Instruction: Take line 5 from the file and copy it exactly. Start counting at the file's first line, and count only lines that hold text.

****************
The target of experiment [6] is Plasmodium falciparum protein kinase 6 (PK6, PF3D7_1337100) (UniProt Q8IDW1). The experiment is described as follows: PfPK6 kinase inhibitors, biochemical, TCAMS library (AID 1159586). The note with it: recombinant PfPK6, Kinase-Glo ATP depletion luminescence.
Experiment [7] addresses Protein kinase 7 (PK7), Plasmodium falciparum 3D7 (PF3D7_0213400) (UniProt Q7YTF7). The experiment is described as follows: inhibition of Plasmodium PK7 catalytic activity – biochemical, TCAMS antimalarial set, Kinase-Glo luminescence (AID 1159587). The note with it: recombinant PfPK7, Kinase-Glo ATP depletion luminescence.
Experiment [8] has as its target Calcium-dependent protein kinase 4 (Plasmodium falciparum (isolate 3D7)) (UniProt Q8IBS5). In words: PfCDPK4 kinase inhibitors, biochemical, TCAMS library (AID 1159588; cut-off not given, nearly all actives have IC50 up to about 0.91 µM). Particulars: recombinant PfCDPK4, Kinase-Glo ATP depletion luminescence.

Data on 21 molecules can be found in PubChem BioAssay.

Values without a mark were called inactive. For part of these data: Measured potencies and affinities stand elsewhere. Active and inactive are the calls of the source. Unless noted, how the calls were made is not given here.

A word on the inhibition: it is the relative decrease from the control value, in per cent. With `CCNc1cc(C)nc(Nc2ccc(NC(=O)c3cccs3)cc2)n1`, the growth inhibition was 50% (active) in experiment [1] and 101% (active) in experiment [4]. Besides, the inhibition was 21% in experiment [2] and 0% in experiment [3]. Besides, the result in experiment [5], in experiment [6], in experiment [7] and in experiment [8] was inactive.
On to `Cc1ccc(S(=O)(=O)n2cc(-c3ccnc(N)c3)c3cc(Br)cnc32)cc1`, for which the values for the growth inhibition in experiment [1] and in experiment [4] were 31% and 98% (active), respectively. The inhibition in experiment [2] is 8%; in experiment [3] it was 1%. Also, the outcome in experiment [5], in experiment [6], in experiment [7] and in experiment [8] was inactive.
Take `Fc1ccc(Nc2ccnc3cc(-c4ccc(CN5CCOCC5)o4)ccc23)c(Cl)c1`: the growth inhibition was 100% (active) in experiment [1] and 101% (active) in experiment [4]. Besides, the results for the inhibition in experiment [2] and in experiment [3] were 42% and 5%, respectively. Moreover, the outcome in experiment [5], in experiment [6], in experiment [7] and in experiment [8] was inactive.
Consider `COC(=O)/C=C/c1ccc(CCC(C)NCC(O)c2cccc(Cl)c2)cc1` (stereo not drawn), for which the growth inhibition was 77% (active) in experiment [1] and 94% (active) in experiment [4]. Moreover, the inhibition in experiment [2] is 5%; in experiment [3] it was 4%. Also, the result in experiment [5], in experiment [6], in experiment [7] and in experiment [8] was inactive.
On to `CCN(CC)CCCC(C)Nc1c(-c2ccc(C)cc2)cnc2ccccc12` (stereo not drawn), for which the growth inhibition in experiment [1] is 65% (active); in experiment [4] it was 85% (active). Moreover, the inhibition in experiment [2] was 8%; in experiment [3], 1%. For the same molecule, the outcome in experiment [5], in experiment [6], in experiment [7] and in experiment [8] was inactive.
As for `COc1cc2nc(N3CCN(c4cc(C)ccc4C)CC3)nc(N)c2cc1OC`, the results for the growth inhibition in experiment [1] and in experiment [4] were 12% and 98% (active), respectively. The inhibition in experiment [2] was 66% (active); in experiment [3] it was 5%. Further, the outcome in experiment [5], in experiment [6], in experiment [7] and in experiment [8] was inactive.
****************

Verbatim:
Values without a mark were called inactive. For part of these data: Measured potencies and affinities stand elsewhere. Active and inactive are the calls of the source. Unless noted, how the calls were made is not given here.